A gripping performance of one of Mozart’s darker comic operas, pitching a serial philanderer on a 1920s cruise liner – all very Agatha Christie.
The production succeeded in rooting the plot in amongst our present-day preoccupations showing us an abusive man devoid of little or no personal responsibility.
Don Giovanni is more dark than comic. Violent and abusive, the oily Giovanni (Ashley Riches) was fuelled by a rampant sense of entitlement and a devishly seductive voice.
Donna Elvira (Victoria Simmonds) portrayed a complex character burning with conflicting emotions that at times verged on something desperate. Determined to reveal her lover’s duplicity, Simmonds’ deft depiction saw Elvira move from comedy to pity. By the conclusion of the production the woman looked shattered. Little wonder.
Exquisite duets from Zerlina (Ellie Laugharne) and Masetto (Ian Beadle) in both acts – a pairing who’s counterpoint was beautifully woven with the orchestra’s rich score, offered much-needed hope.
Leporello (John Savournin) was the stand out star of the production. Giovanni’s sidekick is a demanding role, but Savournin skipped nimbly from feeble obsequiousness to shameful collusion, from one scene to the other.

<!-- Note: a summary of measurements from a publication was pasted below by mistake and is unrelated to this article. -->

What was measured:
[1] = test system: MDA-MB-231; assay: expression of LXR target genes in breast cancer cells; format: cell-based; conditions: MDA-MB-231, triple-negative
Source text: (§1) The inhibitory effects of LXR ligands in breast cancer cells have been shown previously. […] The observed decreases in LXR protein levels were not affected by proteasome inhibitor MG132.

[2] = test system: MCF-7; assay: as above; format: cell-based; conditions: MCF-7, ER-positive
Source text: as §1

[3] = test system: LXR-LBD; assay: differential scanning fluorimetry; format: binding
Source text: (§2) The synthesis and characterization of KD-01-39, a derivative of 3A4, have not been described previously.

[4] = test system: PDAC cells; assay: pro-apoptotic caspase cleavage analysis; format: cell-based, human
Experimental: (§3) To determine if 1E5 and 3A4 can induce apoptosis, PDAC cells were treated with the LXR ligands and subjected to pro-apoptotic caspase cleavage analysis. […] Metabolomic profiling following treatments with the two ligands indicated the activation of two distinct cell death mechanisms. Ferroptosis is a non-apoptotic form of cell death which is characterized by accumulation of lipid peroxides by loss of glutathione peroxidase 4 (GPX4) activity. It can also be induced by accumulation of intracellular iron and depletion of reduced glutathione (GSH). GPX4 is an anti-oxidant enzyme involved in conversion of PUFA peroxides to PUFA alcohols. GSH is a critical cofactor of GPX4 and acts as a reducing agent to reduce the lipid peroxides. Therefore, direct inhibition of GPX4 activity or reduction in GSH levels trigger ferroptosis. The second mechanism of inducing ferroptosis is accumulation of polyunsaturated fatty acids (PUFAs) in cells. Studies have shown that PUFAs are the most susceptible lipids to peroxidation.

That Giovanni is the one who gets his come-uppance at the end doesn’t quite ring true in this day and age. Leporello enabled, empowered and apologised for his master’s behaviour. Shouldn’t he have suffered too? One wonders how the man sleeps at night.
Great ensemble from the City of London Sinfonia too, though given that we had a lute play live, I would have thought a harpsichord would have sounded more authentic than the comparatively unconvincing piano during some of the recits.
The set and costume design was polished. The setting too was inspired, making Don Giovanni’s eventual demise plausible and the dead Don Pedro brought back to life an almost forgivable plot point.